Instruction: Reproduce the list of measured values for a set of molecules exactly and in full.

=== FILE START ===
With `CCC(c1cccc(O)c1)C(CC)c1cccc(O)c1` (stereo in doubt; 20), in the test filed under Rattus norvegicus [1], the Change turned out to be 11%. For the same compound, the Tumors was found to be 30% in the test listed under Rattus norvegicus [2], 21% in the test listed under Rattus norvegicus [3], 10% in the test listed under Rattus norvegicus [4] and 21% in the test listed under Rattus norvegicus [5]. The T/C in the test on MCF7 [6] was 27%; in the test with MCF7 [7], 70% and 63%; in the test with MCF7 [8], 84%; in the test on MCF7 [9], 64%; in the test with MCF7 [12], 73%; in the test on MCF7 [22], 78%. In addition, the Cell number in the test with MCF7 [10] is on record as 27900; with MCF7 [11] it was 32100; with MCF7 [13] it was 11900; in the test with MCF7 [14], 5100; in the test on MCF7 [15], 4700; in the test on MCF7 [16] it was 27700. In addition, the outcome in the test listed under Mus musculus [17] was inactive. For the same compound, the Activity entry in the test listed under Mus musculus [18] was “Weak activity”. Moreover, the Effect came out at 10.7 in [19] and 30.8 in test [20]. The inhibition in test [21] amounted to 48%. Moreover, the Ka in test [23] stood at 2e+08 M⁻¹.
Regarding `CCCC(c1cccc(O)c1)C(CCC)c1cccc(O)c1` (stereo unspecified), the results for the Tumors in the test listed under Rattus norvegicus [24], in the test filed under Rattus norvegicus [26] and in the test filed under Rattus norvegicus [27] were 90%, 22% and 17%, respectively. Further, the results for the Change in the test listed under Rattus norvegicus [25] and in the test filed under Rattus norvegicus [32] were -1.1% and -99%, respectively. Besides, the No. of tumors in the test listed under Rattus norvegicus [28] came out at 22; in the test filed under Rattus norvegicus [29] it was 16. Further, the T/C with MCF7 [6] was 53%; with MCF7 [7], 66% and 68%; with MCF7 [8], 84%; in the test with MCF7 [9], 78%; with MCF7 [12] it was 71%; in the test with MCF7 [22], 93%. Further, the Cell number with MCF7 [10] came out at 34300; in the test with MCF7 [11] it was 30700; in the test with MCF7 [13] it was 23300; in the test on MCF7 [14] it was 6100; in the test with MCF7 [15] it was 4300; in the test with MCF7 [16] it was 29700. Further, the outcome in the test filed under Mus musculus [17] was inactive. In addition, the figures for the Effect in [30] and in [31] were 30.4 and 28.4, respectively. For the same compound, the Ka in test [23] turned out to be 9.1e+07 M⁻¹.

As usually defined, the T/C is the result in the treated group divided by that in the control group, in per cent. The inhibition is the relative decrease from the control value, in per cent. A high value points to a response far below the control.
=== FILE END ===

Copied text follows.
With `CCC(c1cccc(O)c1)C(CC)c1cccc(O)c1` (stereo in doubt; 20), in the test filed under Rattus norvegicus [1], the Change turned out to be 11%. For the same compound, the Tumors was found to be 30% in the test listed under Rattus norvegicus [2], 21% in the test listed under Rattus norvegicus [3], 10% in the test listed under Rattus norvegicus [4] and 21% in the test listed under Rattus norvegicus [5]. The T/C in the test on MCF7 [6] was 27%; in the test with MCF7 [7], 70% and 63%; in the test with MCF7 [8], 84%; in the test on MCF7 [9], 64%; in the test with MCF7 [12], 73%; in the test on MCF7 [22], 78%. In addition, the Cell number in the test with MCF7 [10] is on record as 27900; with MCF7 [11] it was 32100; with MCF7 [13] it was 11900; in the test with MCF7 [14], 5100; in the test on MCF7 [15], 4700; in the test on MCF7 [16] it was 27700. In addition, the outcome in the test listed under Mus musculus [17] was inactive. For the same compound, the Activity entry in the test listed under Mus musculus [18] was “Weak activity”. Moreover, the Effect came out at 10.7 in [19] and 30.8 in test [20]. The inhibition in test [21] amounted to 48%. Moreover, the Ka in test [23] stood at 2e+08 M⁻¹.
Regarding `CCCC(c1cccc(O)c1)C(CCC)c1cccc(O)c1` (stereo unspecified), the results for the Tumors in the test listed under Rattus norvegicus [24], in the test filed under Rattus norvegicus [26] and in the test filed under Rattus norvegicus [27] were 90%, 22% and 17%, respectively. Further, the results for the Change in the test listed under Rattus norvegicus [25] and in the test filed under Rattus norvegicus [32] were -1.1% and -99%, respectively. Besides, the No. of tumors in the test listed under Rattus norvegicus [28] came out at 22; in the test filed under Rattus norvegicus [29] it was 16. Further, the T/C with MCF7 [6] was 53%; with MCF7 [7], 66% and 68%; with MCF7 [8], 84%; in the test with MCF7 [9], 78%; with MCF7 [12] it was 71%; in the test with MCF7 [22], 93%. Further, the Cell number with MCF7 [10] came out at 34300; in the test with MCF7 [11] it was 30700; in the test with MCF7 [13] it was 23300; in the test on MCF7 [14] it was 6100; in the test with MCF7 [15] it was 4300; in the test with MCF7 [16] it was 29700. Further, the outcome in the test filed under Mus musculus [17] was inactive. In addition, the figures for the Effect in [30] and in [31] were 30.4 and 28.4, respectively. For the same compound, the Ka in test [23] turned out to be 9.1e+07 M⁻¹.

As usually defined, the T/C is the result in the treated group divided by that in the control group, in per cent. The inhibition is the relative decrease from the control value, in per cent. A high value points to a response far below the control.